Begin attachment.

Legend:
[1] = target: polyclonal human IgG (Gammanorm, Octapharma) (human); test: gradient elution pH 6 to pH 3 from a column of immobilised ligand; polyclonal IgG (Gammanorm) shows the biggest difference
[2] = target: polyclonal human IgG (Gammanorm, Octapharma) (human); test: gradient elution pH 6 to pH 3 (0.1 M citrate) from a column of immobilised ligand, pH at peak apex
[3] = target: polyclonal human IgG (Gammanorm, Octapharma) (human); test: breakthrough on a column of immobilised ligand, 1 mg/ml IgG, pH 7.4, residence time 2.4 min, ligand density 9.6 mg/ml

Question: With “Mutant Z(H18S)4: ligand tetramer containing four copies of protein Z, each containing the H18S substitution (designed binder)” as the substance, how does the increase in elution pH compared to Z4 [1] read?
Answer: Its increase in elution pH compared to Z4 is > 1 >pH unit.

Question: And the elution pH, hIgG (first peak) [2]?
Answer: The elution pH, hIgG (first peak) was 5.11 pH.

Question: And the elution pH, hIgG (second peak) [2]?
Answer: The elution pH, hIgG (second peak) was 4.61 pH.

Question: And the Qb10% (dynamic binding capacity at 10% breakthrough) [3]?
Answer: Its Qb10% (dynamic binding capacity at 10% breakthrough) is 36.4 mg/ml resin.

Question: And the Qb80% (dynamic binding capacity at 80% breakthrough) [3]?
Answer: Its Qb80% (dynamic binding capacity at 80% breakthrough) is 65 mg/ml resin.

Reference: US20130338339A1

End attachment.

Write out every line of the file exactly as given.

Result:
Legend:
[1] = target: polyclonal human IgG (Gammanorm, Octapharma) (human); test: gradient elution pH 6 to pH 3 from a column of immobilised ligand; polyclonal IgG (Gammanorm) shows the biggest difference
[2] = target: polyclonal human IgG (Gammanorm, Octapharma) (human); test: gradient elution pH 6 to pH 3 (0.1 M citrate) from a column of immobilised ligand, pH at peak apex
[3] = target: polyclonal human IgG (Gammanorm, Octapharma) (human); test: breakthrough on a column of immobilised ligand, 1 mg/ml IgG, pH 7.4, residence time 2.4 min, ligand density 9.6 mg/ml

Question: With “Mutant Z(H18S)4: ligand tetramer containing four copies of protein Z, each containing the H18S substitution (designed binder)” as the substance, how does the increase in elution pH compared to Z4 [1] read?
Answer: Its increase in elution pH compared to Z4 is > 1 >pH unit.

Question: And the elution pH, hIgG (first peak) [2]?
Answer: The elution pH, hIgG (first peak) was 5.11 pH.

Question: And the elution pH, hIgG (second peak) [2]?
Answer: The elution pH, hIgG (second peak) was 4.61 pH.

Question: And the Qb10% (dynamic binding capacity at 10% breakthrough) [3]?
Answer: Its Qb10% (dynamic binding capacity at 10% breakthrough) is 36.4 mg/ml resin.

Question: And the Qb80% (dynamic binding capacity at 80% breakthrough) [3]?
Answer: Its Qb80% (dynamic binding capacity at 80% breakthrough) is 65 mg/ml resin.

Reference: US20130338339A1